To the Modi government 2.0: As you embark on the preparation of your maiden budget, this is an idea I hope you will consider. XBRL is an open source information reporting standard through the adoption of which you can cut government flab and more significantly, ensure the effectiveness of government spending.
In Australia they saved as much as A$400 million in 2014/15 and followed up with a saving of A$1.1 billion in 2015/16. Encouraged by the huge savings reaped by Australia and the Netherlands which had a similar experience to report, several other countries like Turkey, Canada and Finland are adopting a similar approach. I am convinced that in India, we will save a great deal more every year. Allow me to explain how.
Most of the savings in Australia came from the elimination of red tape. Businesses saved money through a reduction in regulatory burden, while the government saved money by de-layering the bureaucracy engaged in regulatory oversight.
While both of these will certainly apply in the Indian case too, the much larger benefit will come from elsewhere. One may recall how the late Prime Minister Rajiv Gandhi famously pointed out that only 15 paisa of every rupee spent by the government reached the intended beneficiary. The big value of the adoption of XBRL in India will stem from plugging the leakages in government spending. The 15 paisa can easily double within a year and can be much closer to the total outlay; net of legitimate administrative costs by the time the term of this government gets over. Just imagine the impact on the economy if most of that money reached the intended beneficiary. India will suddenly look so different, wouldn’t it? With XBRL that can happen. I will use an example to illustrate.
The Ministry of Rural Development had a total budget outlay of Rs 1,14,915 crore for 2018/19. This money is spent on the government machinery set up to administer various programmes, and also on several lakh NGOs who help with the implementation of various programmes. It has come to light, in the course of a case which is now being heard in the supreme Court, that only 2,90,787 NGOs out of a total of 29,99,623 registered under the Societies Registration Act, and even file annual financial statements. And the government is generally unaware if even those that are filing their annual financial statements are using the funds properly.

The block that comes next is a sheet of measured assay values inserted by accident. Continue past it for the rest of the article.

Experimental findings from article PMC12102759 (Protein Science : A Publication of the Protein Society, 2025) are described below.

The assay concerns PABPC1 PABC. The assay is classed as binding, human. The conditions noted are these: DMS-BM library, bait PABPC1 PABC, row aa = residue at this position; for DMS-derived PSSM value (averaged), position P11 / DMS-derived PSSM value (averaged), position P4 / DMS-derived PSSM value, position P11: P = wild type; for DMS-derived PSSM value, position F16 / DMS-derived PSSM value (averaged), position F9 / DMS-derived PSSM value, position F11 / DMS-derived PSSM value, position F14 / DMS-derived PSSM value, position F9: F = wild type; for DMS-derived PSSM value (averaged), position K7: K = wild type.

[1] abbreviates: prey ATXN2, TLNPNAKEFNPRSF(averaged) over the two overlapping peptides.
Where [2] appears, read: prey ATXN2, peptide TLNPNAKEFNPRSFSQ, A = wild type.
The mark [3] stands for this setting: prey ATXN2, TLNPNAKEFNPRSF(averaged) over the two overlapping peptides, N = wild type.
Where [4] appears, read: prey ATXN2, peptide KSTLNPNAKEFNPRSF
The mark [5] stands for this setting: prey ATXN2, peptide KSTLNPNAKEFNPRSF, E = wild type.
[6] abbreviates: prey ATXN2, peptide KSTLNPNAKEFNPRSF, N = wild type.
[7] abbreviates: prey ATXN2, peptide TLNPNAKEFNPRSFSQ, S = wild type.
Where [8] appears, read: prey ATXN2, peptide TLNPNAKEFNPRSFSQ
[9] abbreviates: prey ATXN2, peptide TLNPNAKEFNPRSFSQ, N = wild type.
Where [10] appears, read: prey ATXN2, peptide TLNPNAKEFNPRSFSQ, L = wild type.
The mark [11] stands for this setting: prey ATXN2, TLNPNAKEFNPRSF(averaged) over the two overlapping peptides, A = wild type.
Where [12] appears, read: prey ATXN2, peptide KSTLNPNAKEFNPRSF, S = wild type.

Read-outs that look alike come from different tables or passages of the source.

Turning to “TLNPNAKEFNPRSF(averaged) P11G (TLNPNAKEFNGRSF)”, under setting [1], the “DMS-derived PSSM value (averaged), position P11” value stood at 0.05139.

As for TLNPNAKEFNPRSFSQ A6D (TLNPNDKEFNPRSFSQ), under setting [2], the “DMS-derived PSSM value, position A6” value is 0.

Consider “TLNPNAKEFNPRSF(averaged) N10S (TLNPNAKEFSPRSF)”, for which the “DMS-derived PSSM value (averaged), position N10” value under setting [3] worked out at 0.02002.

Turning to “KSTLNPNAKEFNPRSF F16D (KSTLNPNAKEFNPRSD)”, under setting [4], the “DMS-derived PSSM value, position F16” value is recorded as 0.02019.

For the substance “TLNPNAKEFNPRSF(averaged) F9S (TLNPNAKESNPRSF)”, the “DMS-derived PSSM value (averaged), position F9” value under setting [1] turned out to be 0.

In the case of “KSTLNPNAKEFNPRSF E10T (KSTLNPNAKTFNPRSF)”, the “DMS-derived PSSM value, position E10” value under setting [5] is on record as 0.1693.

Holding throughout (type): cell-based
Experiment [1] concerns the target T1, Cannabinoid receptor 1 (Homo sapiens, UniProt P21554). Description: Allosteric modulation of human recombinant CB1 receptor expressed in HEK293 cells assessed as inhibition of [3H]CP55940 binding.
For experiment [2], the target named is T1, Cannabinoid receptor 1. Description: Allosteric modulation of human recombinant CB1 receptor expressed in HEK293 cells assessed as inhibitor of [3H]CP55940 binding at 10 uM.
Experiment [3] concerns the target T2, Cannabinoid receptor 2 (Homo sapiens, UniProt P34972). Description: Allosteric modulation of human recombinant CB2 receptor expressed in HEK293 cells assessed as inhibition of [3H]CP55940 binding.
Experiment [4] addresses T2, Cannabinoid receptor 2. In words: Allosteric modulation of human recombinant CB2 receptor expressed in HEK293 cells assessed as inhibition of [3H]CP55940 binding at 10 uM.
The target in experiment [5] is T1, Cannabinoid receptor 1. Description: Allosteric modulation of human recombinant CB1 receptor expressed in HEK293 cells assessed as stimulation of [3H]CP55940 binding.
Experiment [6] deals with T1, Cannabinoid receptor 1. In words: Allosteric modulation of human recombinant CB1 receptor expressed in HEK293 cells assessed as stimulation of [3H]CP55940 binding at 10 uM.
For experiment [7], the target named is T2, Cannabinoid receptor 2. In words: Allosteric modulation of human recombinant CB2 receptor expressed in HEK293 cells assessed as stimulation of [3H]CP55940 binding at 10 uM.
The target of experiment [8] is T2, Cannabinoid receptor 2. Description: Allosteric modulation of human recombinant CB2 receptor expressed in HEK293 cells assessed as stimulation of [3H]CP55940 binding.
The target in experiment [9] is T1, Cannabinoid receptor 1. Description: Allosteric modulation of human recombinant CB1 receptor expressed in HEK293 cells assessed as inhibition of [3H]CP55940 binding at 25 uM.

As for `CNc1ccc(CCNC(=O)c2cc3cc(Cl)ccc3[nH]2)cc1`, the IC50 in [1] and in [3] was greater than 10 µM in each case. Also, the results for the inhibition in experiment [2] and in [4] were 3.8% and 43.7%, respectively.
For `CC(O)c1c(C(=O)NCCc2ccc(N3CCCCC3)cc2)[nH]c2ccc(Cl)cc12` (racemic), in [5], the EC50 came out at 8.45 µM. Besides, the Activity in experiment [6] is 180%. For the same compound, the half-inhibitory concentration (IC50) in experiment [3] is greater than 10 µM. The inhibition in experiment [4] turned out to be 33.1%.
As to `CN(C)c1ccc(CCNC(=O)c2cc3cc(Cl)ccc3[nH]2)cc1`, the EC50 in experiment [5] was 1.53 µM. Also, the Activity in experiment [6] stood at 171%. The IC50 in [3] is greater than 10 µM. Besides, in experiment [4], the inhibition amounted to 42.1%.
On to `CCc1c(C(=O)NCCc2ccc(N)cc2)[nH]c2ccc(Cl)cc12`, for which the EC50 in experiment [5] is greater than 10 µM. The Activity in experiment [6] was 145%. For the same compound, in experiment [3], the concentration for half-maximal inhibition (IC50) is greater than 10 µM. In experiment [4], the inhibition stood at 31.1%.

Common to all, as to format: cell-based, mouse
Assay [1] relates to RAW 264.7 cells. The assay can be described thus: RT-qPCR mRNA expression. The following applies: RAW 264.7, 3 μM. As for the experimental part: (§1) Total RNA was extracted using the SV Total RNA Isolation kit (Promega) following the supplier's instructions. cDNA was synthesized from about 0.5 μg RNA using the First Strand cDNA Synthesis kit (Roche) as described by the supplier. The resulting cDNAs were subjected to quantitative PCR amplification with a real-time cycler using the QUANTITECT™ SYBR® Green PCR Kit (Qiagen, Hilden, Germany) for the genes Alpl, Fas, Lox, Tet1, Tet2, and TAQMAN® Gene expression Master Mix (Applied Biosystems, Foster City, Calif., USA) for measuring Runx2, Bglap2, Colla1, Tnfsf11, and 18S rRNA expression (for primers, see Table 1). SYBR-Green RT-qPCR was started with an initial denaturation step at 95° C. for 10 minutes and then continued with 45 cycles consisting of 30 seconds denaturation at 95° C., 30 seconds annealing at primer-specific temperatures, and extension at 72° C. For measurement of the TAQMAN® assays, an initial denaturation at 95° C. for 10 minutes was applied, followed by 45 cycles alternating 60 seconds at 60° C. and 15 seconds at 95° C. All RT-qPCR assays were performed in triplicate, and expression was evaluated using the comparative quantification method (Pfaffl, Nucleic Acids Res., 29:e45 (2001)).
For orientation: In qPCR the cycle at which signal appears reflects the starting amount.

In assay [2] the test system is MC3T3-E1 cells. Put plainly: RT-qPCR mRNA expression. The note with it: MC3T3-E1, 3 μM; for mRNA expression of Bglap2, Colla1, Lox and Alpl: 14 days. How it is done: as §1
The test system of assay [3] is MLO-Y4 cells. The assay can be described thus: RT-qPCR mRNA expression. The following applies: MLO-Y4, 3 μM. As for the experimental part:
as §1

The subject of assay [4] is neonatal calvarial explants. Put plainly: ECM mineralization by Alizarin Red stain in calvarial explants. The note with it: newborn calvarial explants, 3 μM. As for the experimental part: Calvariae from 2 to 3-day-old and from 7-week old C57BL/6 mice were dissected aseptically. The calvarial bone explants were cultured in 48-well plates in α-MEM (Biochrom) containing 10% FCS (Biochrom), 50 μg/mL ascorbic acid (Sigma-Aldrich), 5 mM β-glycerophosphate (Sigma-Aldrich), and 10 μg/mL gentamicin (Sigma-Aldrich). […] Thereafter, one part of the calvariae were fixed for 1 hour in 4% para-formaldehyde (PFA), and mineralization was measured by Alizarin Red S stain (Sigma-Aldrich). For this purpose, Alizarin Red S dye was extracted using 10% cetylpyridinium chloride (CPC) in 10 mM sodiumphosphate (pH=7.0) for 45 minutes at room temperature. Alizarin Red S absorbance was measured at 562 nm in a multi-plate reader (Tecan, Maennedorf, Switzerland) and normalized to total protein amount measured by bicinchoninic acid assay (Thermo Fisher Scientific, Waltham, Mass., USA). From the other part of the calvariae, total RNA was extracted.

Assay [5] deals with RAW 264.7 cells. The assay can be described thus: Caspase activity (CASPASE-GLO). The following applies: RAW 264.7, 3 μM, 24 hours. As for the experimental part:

It is humanly impossible to verify the financial statement of each of the NGOs to determine everything is kosher. And it certainly does not help if they file their statements in hard copy or even pdf. By moving from document based submission to data filings, which is what XBRL will entail, the government will simply tighten oversight. This makes it possible for the government to act speedily and expeditiously against those that are not spending the funds right.
In India, the Ministry of Corporate Affairs and the RBI have both adopted XBRL, though it is the RBI that has benefited the most. Even so, the MCA is not unaware of the possibilities of XBRL, as their website reveals: “XBRL offers major benefits at all stages of business reporting and analysis. The benefits are seen in automation, cost saving, faster, more reliable and more accurate handling of data, improved analysis and in better quality of information and decision-making. All types of organisations can use XBRL to save costs and improve efficiency in handling business and financial information. Because XBRL is extensible and flexible, it can be adapted to a wide variety of different requirements.”
Over at the Reserve Bank of India, they will admit that the reason why bank NPAs have been the subject of drawing room discussions across the country is because the use of XBRL has made it expensive for banks to hide their NPAs. Without a doubt, the oversight of banks by the RBI has been greatly strengthened by the adoption of XBRL.
The time has come to consider mainstreaming XBRL across the entire government, across all departments, and across all ministries. If the government through the use of XBRL for reporting manages to tighten oversight, it stands to reason that even with a lower outlay, an outcome superior to what is realised now can be achieved.
Over the decades of budget making in a leaking system, outlays mattered. But now, outcomes will begin to matter. And nobody can have any objection to getting a bigger bang for the buck, surely.
The author is CEO of IRIS Business Services Ltd.
Views are personal